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The weblog of Tony Morris

Strong Type Systems

Posted on January 1, 2007, in Programming

I have been reading articles lately that make a case for or against ‘strong type systems’ by referring to artifacts that purport the exact opposite of a strong type system such as Java, C/C++, C# or a few other weak type systems. This is unfortunate, since the remainder of the article becomes immediately invalid within the first two or three sentences and I doubt that the author is even aware of the fact that they are wasting their own time while at the same time, misleading any potential readers. Quite often, these articles have trendy or appealing writing styles, such as “Parabola”, which attempts to universally refute the legitimacy of type safe (T.S. in the article) systems by making a rather clever, albeit erroneous, metaphor with a scenario in an airport.

There are countless articles that talk about the problems with null, but is this a problem with type systems? No, it is a very poor solution to work around one of the fundamental contradictions that plagues imperative programming. That is, even if we must keep this contradiction and imperative programming for some reason (which we don’t), there are better solutions than null. So this leaves a problem for any author who wishes to provide a higher understanding for their readers; do they explain all the problems with null in more formal, concise and correct terms knowing that the whole problem disappears with a better foundational grounding (eliminating imperative programming), or do they simply present some alternatives that may be unfamiliar and hope for initiative on the part of the reader who will use (the ever so common) gut instinct to feel that they have a superior solution? A horrible problem that is thankfully not mine.

Just what denotes Java et. al. having a weak type system? On what basis is this statement made? The answer to this question is not trivial by any means and answering it requires a reasonable amount of foundational mathematics knowledge, which leads to specialisation in type theory – both of which not many software developers have, nor have the initiative to acquire (this is sad :(). In any case, a brief attempt can be made. There is no doubting that these weak type systems disallow a certain amount of expressivity and force a rigid and sometimes unreasonable method of development. That is not to say that dynamic typing is the solution. Just like Dawkins said that since the beginning of life is so improbable as to be impossible (on the surface), then the existence of a supernatural creator is not the only alternative solution – referring to Darwinism. Whether or not you believe in a supernatural creator, it would be obscene and somewhat ignorant to immediately jump to such a conclusion without rational reason – such as critically analysing alternatives. Likewise, it is obscene to jump to the conclusion that dynamic typing solves the problems of (weak) existing type systems without considering alternatives, such as expressive type systems.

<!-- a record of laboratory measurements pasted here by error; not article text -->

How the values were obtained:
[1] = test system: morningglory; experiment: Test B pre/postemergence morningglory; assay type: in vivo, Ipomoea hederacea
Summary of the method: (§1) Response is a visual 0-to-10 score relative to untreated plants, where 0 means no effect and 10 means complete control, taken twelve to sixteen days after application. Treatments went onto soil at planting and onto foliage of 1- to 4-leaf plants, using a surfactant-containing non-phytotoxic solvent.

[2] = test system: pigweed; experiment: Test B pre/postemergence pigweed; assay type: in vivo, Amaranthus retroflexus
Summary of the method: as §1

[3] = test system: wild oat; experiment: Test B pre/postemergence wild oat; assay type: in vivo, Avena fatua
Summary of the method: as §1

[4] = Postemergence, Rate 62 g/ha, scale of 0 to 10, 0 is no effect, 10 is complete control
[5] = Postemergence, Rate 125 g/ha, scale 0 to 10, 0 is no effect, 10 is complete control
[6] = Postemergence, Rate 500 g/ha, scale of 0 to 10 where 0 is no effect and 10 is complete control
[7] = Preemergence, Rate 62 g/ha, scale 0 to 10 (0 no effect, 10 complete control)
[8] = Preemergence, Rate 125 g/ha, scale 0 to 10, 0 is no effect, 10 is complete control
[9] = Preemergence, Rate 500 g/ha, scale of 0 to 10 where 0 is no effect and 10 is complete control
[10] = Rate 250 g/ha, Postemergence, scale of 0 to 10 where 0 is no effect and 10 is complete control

Using Java et. al., it is impossible to express certain fundamental programming concepts and many more concepts that are specific to the problem at hand. One such fundamental programming concept is the monadic bind computation. Before I start going into detail about this, I am compelled to first dispel a very common myth. Many ‘programmers’ believe that monads (and therefore, monadic bind) are not relevant to their problem, since their language does not support such a concept directly. Few programmers actually realise that they are in fact using monads, just without language support and often in a somewhat contrived manner – a result of the lack of formality in reasoning. In fact, I postulate that in my time working on IBM WebSphere 6 and the IBM JDK 1.5, I saw somewhere in the order of hundreds of monads littered throughout thousands of lines of code. Furthermore, Java/C# has one particular monad built right into the language. Providing concrete examples is worthy of a topic on its own, so I will instead take the liberty of claiming that if anyone were to send me their 2^gazillion LOC application, I would be capable of finding one monad per one thousand LOC – worst case scenario. At least, please assume so for now. Yes, monads are extremely important and common to programming, even if you don’t ever know it explicitly. Great, glad that is out of the way :)

We cannot express monadic bind with these weak type systems because they do not have higher-order types. What is a higher-order type? A few people with much more time, specialisation and knowledge have done a better job than I am at least willing and probably capable, of doing. Instead, I will attempt to demonstrate what happens when you attempt to generalise monadic bind with a weak type system. Haskell is a purely functional language that does have higher-order types. If we ask a Haskell interpreter for the type of bind (>>=), we get the following: